However, it’s also true that people that feel good (experience pleasant emotions at work) in general tend to be more engaged than those that don’t, and of course feeling bad regularly equates with stress and poor mental health. Go figure!
At the same time, it’s important to recognise that while all of these experiences are positive, they are interconnected as a system in ways that are both mutually supportive and, potentially, involve tensions.
For example, Belonging means that people can ultimately buy-in to the values and norms of the organisation as a collective endeavour (without sacrificing their own identities) – while Autonomy implies that individuals (or teams) can make their own decisions and express themselves freely.
There’s a bit of healthy tension here, which doesn’t mean that Belonging and Autonomy are in direct conflict, but does mean that making them work together does involve some thought and recognising that when one changes, the other may too.
The same could be said to be true of Purpose and Enjoyment, and Growth and Connection. Read more about this…
When you know what you want people to experience, NOW it’s time to think about how you’re going to deliver it. This is where your people practices, your business processes and systems, your workplace, leadership and management, communication and so on.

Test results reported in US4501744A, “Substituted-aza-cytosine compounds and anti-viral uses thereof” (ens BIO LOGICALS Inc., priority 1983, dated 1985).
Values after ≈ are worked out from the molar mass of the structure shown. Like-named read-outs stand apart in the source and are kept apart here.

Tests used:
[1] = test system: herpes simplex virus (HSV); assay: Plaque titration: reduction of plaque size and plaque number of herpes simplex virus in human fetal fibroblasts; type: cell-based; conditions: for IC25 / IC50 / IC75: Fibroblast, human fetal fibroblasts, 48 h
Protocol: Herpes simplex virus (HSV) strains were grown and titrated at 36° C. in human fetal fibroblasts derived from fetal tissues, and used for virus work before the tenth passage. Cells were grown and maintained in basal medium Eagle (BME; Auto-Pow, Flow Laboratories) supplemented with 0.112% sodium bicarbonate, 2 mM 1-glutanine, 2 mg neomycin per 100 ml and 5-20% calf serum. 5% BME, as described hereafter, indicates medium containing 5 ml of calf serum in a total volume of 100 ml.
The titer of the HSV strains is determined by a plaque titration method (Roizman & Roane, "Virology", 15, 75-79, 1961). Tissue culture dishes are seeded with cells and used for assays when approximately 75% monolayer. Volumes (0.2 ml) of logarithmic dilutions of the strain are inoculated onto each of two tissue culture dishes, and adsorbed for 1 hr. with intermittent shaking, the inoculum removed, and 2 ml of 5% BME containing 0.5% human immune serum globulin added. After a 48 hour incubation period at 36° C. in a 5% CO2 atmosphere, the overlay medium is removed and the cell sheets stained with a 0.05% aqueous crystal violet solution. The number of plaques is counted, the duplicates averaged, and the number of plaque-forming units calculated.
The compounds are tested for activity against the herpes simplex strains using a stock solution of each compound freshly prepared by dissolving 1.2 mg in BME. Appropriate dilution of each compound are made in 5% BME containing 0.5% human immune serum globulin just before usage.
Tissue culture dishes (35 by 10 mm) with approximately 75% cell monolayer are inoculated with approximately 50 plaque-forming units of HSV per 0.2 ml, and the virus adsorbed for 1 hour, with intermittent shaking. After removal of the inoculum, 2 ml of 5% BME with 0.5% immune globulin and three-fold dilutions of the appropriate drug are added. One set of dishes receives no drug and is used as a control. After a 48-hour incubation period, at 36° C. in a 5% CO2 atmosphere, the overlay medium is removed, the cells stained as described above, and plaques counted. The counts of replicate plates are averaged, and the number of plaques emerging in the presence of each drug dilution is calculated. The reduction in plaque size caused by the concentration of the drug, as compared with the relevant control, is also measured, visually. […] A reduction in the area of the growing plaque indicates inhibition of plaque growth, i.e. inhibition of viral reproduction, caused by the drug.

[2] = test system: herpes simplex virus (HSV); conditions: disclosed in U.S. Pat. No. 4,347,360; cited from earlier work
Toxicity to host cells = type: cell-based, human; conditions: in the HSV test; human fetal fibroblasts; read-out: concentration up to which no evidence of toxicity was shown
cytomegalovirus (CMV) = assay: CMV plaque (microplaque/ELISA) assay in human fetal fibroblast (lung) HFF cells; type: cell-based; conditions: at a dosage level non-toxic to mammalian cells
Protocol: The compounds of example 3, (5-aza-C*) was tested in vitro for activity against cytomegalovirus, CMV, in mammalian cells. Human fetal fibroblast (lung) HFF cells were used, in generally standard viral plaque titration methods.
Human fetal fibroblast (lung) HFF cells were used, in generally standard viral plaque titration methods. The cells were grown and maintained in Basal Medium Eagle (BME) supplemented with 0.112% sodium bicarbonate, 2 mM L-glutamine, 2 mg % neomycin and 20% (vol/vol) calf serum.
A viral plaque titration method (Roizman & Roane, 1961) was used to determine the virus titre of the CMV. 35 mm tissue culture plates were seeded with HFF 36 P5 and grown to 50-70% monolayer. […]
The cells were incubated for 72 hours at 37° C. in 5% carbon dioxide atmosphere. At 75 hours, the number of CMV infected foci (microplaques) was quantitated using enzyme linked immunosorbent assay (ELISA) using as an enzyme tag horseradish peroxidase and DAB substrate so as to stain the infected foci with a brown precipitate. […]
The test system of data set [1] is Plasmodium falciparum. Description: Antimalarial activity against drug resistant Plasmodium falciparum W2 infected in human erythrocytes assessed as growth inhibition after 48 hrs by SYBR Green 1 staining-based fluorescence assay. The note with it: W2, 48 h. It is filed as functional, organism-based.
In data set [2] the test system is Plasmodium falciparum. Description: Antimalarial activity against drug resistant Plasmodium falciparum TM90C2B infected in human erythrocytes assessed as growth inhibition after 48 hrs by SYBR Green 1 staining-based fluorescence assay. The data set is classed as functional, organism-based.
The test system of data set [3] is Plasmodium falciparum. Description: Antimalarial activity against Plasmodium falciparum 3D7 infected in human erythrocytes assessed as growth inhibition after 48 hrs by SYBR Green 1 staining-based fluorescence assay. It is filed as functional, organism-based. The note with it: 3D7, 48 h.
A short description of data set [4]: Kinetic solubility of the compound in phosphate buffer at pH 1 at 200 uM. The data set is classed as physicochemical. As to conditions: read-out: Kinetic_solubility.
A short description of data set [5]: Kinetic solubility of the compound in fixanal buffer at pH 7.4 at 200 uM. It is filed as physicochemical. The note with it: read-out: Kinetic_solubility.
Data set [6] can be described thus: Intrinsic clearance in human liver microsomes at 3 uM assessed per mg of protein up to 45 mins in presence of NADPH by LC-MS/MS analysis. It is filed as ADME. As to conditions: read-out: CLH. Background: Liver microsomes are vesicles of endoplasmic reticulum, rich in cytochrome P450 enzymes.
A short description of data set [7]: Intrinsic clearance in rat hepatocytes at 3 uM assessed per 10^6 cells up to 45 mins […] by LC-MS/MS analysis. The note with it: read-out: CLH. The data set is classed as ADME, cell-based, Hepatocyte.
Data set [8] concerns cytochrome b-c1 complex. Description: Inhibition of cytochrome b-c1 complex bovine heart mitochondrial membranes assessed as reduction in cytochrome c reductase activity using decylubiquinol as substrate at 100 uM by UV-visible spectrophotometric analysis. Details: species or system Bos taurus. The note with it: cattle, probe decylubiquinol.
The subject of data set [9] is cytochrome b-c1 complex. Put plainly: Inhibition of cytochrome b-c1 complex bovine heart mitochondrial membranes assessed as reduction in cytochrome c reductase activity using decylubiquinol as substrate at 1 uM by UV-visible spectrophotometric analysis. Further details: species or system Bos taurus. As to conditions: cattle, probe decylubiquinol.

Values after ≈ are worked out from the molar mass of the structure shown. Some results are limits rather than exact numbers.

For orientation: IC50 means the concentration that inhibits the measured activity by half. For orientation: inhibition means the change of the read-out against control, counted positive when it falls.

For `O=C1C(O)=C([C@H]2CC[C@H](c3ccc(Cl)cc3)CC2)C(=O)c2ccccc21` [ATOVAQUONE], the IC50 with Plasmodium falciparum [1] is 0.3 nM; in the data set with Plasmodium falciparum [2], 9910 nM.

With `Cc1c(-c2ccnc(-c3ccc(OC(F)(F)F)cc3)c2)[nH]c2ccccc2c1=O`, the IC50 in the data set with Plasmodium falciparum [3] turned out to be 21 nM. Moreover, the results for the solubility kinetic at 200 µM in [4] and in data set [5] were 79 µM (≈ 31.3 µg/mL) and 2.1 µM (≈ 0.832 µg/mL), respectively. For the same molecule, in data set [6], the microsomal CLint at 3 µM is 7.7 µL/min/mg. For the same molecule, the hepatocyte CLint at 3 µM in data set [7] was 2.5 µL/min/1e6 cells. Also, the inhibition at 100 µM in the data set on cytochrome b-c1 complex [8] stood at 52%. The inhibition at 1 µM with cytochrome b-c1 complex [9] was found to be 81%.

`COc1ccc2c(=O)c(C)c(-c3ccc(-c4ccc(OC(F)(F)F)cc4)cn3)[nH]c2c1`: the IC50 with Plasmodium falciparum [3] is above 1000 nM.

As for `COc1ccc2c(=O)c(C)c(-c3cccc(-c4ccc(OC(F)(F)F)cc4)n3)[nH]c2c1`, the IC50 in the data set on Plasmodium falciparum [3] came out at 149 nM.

If you’re an HR practitioner it’s important to recognise that we’re not just talking about HR processes and systems here, but all interactions that employees have with the company. This means that to truly transform your people experience means working with and engaging a wide range of stakeholders, so that the experience is coherent.
For example, if you prioritise Belonging, review everything that you’re doing through that lens. To what extent do your processes and systems make it more difficult for certain people to work? Are we communicating in a way that ensures everyone feels included? Are managers aware and able to deal with potential issues impacting belonging…?
A mistake that we often see HR people making is starting with the building blocks, with good intentions to implement ‘best practice’ but little clarity on what’s really important to them and their business.
I hope that I’ve highlighted the importance of designing your people experience in the right order, to be able to work back from desired outcomes, to consider the experience that you want to deliver, to then evaluate your current processes and practices, and how they need to improve.